Johann Straus II - Vergnügungszug (Pleasure Train), op. 281

Johann Strauss II , known for his waltzes and lively compositions, had a unique approach to his creative process. He consistently sought contemporary and relevant themes to serve as the driving force behind his new musical compositions. This approach ensured that his work remained fresh and connected with the audiences of his time.  One notable instance of this creative approach was the composition of this polka, composed in 1864. This piece of music was specifically crafted for a summer concert held in the picturesque Russian town of Pavlovsk. It's fascinating to note that Strauss drew inspiration for this composition from the world around him. In this case, he found it in the emerging technology of the time, namely, the steam locomotive. The composition itself is a testament to Strauss's ability to capture the essence and energy of the subject matter. The rhythm of this dance piece mirrors the rhythmic chugging and movements of the old-fashioned steam trains that were prevale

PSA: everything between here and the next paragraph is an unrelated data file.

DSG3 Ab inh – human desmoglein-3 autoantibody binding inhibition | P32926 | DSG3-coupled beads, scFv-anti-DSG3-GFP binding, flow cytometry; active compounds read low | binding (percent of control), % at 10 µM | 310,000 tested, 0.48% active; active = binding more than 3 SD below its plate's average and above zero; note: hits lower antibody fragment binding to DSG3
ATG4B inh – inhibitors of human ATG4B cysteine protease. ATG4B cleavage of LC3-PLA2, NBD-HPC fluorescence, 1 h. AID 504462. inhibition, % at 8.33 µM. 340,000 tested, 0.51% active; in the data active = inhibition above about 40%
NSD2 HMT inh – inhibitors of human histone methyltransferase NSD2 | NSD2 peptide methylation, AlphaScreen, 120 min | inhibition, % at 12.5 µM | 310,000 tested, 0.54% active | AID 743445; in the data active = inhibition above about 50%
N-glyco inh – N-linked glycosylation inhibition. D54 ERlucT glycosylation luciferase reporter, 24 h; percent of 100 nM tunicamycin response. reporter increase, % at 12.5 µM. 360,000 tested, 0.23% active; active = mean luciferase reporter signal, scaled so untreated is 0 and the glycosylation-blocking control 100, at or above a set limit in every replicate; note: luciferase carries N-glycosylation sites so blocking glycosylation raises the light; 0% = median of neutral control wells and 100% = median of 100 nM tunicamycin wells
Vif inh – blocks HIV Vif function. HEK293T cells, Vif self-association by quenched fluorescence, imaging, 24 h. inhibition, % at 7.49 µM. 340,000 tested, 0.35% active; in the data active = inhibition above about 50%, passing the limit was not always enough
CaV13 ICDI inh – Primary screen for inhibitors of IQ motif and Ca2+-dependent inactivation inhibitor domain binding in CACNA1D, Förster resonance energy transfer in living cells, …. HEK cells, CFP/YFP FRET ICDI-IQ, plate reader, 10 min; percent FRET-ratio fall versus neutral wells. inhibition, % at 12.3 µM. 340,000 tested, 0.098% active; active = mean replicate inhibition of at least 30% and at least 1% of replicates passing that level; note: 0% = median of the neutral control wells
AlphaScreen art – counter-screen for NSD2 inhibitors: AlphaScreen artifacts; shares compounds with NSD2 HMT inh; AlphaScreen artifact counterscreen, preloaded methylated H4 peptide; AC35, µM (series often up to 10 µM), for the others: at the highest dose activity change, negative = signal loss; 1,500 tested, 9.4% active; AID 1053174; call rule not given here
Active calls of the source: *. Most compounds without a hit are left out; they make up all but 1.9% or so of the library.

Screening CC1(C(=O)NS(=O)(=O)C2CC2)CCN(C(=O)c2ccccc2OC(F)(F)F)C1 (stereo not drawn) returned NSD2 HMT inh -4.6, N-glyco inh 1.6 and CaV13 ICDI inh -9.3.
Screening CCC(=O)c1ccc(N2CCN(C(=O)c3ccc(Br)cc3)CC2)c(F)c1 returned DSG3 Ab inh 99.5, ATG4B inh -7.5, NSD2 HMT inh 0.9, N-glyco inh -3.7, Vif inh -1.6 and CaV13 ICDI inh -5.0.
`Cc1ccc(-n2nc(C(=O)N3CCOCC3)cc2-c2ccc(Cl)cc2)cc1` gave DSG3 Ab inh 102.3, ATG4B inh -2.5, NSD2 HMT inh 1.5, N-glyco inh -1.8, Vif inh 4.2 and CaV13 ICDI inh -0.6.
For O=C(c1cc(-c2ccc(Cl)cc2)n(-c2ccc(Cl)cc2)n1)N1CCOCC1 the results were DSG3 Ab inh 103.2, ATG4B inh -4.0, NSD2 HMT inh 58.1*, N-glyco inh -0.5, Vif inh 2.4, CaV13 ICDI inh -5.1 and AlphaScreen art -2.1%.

Johannes Brahms - Hungarian Dances No. 18 in D Major - Molto vivace and No. 19 in B minor - Allegretto

Hungarian folk and gypsy dances proved to be a great source of inspiration for Brahms.

Hungarian Dance No. 18 in D Major

The Hungarian Dance No. 18 in D Major - Molto vivace fully responds to Brahms' style. A bright and lively character runs through the whole project.

Dance No. 19 in C Minor

The Dance No. 19 in C Minor - Allegretto is at a slower pace than the previous dance and although it starts in minor, it has overall a light mood with dominant wooden spirits, in the orchestration of Dvořák.